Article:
Los Angeles Business Journal

2016 Container Traffic Up at Port of Los Angeles, Down at Port of Long Beach

By Howard Fine Wednesday, January 11, 2017
Hanjin Shipping containers have piled up along the Port of Long Beach in the wake of the company's August bankruptcy. Photo by Ringo H.W. Chiu

Hanjin Shipping containers have piled up along the Port of Long Beach in the wake of the company's August bankruptcy. Photo by Ringo H.W. Chiu

For 2016, it was a tale of two ports when it comes to container cargo traffic.

Last year, the Port of Los Angeles logged record container levels, with nearly 8.9 million container units passing through the port, up 8.5 percent over 2015 and eclipsing the 2006 record of nearly 8.5 million container units.

December was particularly strong, at nearly 800,000 container units, a 27 percent jump from December 2015. Imports rose nearly 23 percent to 394,000 container units, while exports shot up nearly 26 percent to 165,000 container units.

But it was a completely different story at the Port of Long Beach, where cargo traffic fell 5.8 percent last year to nearly 6.8 million container units.

December was even weaker, falling 8 percent from the previous December as only 549,000 container units moved through the docks. Imports dropped 8 percent, exports slipped 2.5 percent, and empty container traffic plunged 11 percent.

The biggest reason for the split in fortunes at the two ports was the Aug. 31 bankruptcy of Hanjin Shipping. Hanjin was a majority stakeholder at the Port of Long Beach’s largest container terminal. Much of Hanjin’s cargo went to other shipping lines that have agreements to call on the Port of Los Angeles, not Long Beach, resulting in a massive diversion of cargo.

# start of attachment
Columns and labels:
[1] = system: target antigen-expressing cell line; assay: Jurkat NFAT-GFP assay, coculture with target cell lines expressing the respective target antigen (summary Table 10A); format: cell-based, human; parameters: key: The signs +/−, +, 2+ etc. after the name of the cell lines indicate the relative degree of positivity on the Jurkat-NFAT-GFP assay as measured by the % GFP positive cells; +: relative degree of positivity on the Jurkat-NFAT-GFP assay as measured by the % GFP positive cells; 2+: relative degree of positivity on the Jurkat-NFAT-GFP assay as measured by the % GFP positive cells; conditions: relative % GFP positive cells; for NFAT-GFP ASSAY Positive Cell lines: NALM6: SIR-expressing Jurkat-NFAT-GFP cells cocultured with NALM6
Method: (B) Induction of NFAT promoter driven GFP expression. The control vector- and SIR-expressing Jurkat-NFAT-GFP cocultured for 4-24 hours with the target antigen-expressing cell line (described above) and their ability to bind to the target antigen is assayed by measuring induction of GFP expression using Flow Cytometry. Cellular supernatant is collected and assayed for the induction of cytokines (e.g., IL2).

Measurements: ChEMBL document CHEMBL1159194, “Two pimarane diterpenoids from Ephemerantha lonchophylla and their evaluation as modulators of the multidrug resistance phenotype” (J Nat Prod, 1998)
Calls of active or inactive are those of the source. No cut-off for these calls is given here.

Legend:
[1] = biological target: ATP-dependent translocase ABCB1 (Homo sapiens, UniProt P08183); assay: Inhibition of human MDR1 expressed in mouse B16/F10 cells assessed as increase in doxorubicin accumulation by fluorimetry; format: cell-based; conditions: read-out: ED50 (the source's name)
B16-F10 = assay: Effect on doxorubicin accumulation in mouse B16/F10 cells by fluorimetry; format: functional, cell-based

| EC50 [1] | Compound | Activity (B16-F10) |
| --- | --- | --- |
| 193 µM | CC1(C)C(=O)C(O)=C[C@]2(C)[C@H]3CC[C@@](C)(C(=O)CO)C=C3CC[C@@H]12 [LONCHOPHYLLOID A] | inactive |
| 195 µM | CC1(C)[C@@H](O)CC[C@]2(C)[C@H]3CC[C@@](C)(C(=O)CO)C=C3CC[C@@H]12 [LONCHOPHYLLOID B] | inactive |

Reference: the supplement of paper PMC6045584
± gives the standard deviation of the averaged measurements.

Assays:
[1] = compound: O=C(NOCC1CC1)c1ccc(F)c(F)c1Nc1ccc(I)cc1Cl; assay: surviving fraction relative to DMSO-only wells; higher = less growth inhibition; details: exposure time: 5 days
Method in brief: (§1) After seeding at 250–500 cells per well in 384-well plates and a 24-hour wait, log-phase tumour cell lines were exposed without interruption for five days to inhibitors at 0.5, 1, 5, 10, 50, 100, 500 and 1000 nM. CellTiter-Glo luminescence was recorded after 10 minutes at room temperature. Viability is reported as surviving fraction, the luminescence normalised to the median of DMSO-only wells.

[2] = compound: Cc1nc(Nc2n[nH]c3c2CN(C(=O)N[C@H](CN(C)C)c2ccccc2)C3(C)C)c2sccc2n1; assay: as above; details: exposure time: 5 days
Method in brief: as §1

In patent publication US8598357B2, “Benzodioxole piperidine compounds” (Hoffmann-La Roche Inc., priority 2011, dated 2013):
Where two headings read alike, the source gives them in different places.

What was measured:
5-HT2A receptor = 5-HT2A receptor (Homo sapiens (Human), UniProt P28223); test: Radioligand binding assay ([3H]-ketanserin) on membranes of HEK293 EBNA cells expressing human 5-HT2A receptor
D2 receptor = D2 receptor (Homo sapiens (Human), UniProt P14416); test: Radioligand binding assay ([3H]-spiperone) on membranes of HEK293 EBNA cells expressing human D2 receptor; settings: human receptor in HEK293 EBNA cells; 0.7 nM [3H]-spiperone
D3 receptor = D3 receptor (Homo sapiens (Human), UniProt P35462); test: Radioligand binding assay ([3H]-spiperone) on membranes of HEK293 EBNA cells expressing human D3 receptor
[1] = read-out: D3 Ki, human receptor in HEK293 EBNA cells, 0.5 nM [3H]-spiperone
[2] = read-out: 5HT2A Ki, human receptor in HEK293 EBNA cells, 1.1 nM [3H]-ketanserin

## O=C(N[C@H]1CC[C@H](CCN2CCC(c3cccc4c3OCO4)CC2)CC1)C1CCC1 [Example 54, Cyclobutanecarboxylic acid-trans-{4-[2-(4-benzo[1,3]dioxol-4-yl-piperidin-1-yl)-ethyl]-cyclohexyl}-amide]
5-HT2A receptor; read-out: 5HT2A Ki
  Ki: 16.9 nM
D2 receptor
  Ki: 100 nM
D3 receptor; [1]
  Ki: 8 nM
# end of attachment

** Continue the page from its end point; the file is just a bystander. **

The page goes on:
The Port of Long Beach was also negatively impacted by other mergers between ocean carriers, according to Long Beach Harbor Commission President Lori Ann Guzman.

By year’s end, the Harbor Commission had approved an agreement for a subsidiary of Mediterranean Shipping Co. to take over the long-term lease at the terminal formerly home to Hanjin.

“As the new year starts, we are grateful to be able to put the Hanjin bankruptcy behind us,” Port of Long Beach Interim Chief Executive Duane Kanagy said in a statement.

While the Port of Los Angeles was the beneficiary of the turmoil in the shipping industry, port officials also credited the cargo increase there to recent initiatives to improve the flow of cargo through the docks.

“I salute our industry stakeholders and thank Mayor Eric Garcetti and the policymakers and agencies at the state and federal level that have supported our various supply chain optimization initiatives over the past year,” Port of Los Angeles Executive Director Gene Seroka said in a statement. “To handle this much volume with minimal issues is an extraordinary accomplishment and demonstrates our capability-building efforts here in the San Pedro Bay complex.”

Public policy and energy reporter Howard Fine can be reached at hfine@labusinessjournal.com. Follow him on Twitter @howardafine.